To A Priest

I should never have favored Pegasius unhesitatingly if I had not had clear proofs that, even in former days, when he had the title of Bishop of the Galilaeans, he was wise enough to revere and honor the gods. This I do not report to you on hearsay from men whose words are always adapted to their personal dislikes and friendships, for much current gossip of this sort about him has reached me, and the gods know that I once thought I ought to detest him above all other depraved persons. But when I was summoned to his headquarters by Constantius of blessed memory I was traveling by this route, and after rising at early dawn, I came from Troas to Ilios about the middle of the morning. Pegasius came to meet me, as I wished to explore the city—this was my excuse for visiting the temples—and he was my guide and showed me all the sights. So now let me tell you what he did and said, and from it one may guess that he was not lacking in right sentiments toward the gods.

Hector has a hero's shrine there, and his bronze statue stands in a tiny little temple. Opposite this they have set up a figure of the great Achilles in the unroofed court. If you have seen the spot, you will certainly recognize my description of it. You can learn from the guides the story that accounts for the fact that great Achilles was set up opposite to him and takes up the whole of the unroofed court. Now I found that the altars were still alight, I might almost say still blazing, and that the statue of Hector had been anointed until it shone. So I looked at Pegasius and said: "What does this mean? Do the people of Ilios offer sacrifices?" This was to test him cautiously to find out his own views. He replied: "Is it not natural that they should worship a brave man who was their own citizen, just as we worship the martyrs?" Now the analogy was far from sound, but his point of view and intentions were those of a man of culture, if you consider the times in which we then lived. Observe what followed. "Let us go," said he, "to the shrine of Athene of Ilios." Thereupon with the greatest eagerness he led me there and opened the temple, and as though he were producing evidence, he showed me all the statues in perfect preservation, nor did he behave at all as those impious men do usually, I mean, when they make the sign on their impious foreheads, nor did he hiss to himself as they do. For these two things are the quintessence of their theology, to hiss at demons and make the sign of the cross on their foreheads.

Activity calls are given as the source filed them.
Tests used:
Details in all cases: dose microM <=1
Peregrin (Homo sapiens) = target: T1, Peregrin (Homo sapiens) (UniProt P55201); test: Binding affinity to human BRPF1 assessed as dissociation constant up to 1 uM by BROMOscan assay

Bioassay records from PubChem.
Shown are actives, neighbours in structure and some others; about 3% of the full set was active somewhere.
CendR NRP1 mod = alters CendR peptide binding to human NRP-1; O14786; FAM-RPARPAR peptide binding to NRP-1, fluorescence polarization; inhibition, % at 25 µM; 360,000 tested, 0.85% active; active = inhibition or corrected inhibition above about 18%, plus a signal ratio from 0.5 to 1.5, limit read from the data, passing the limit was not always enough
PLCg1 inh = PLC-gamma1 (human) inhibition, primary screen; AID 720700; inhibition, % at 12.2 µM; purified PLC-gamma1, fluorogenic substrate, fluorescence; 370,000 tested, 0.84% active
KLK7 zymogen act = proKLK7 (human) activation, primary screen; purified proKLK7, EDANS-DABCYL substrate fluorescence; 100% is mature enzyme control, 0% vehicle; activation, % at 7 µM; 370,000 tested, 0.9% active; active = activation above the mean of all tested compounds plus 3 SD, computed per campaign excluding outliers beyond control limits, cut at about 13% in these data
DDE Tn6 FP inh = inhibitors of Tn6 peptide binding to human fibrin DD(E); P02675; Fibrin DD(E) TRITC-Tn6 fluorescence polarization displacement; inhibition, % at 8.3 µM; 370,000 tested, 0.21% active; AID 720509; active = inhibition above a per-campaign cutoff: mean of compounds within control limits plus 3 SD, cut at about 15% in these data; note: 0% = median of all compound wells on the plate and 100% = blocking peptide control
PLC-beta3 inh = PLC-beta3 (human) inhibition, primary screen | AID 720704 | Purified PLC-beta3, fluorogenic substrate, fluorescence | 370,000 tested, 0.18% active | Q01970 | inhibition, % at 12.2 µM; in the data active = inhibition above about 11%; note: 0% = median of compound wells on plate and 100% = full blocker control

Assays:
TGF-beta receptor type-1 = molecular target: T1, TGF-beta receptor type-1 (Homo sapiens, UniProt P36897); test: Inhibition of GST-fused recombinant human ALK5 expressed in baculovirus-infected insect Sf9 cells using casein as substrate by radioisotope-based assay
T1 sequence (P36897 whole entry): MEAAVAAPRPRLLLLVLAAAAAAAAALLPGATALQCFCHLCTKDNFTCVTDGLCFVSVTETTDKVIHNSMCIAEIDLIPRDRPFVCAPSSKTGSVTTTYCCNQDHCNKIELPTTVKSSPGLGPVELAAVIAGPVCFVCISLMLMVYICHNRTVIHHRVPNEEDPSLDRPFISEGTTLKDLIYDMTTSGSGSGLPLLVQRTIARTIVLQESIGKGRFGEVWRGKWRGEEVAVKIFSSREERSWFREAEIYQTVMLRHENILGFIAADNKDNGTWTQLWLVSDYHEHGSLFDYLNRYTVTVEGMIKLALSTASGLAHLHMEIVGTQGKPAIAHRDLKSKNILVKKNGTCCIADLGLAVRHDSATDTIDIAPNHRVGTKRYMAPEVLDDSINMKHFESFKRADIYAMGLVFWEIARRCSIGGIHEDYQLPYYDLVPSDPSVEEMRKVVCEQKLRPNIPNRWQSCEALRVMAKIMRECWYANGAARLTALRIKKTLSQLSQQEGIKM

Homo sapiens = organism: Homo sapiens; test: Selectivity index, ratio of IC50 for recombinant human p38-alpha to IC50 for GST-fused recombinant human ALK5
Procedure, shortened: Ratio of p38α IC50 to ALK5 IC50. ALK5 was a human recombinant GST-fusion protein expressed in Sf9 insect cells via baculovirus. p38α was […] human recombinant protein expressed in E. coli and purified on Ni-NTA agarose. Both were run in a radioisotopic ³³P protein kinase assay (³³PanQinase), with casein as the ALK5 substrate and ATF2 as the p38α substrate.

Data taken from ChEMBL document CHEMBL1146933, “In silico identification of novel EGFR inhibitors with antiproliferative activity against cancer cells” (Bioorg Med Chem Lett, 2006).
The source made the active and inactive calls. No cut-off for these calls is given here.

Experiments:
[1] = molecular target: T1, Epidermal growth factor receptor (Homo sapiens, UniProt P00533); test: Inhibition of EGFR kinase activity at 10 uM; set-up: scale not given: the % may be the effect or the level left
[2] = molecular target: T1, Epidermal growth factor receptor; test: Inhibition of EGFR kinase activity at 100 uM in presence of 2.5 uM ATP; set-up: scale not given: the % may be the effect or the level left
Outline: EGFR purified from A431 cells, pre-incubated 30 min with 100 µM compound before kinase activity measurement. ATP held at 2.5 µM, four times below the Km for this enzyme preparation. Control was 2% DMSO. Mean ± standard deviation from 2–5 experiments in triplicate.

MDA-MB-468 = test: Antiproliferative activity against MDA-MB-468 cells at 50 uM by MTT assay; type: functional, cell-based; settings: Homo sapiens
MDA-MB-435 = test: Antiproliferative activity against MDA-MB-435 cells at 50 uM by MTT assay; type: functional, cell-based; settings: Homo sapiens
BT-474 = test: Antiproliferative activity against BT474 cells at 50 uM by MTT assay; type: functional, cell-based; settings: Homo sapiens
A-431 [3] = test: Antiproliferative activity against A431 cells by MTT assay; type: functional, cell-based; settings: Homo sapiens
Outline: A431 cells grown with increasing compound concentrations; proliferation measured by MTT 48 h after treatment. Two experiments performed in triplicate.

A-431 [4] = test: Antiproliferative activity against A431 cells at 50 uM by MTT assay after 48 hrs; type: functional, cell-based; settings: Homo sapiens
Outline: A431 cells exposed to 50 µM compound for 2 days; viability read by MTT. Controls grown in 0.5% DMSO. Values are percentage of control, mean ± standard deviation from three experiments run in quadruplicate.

These are the two things that I promised to tell you. But a third occurs to me that I think I must not fail to mention. This same Pegasius went with me to the temple of Achilles as well and showed me the tomb in good repair, yet I had been informed that this also had been pulled to pieces by him. But he approached it with great reverence; I saw this with my own eyes. And I have heard from those who are now his enemies that he also used to offer prayers to Helios and worship him in secret. Would you not have accepted me as a witness even if I had been merely a private citizen? Of each man's attitude toward the gods, who could be more trustworthy witnesses than the gods themselves? Should I have appointed Pega-sius a priest if I had any evidence of impiety toward the gods on his part? And if in those past days, whether because he was ambitious for power, or, as he has often asserted to me, he clad himself in those rags in order to save the temples of the gods, and only pretended to be irreligious so far as the name of the thing went—indeed it is clear that he never injured any temple anywhere except for what amounted to a few stones, and that was as a blind, that he might be able to save the rest—well then we are taking this into account and are we not ashamed to behave to him as Aphobius did and as the Galilaeans all pray to see him treated? If you care at all for my wishes, you will honor not him only but any others who are converted, in order that they may the more readily heed me when I summon them to good works, and those others may have less cause to rejoice. But if we drive away those who come to us of their own free will, no one will be ready to heed when we summon.

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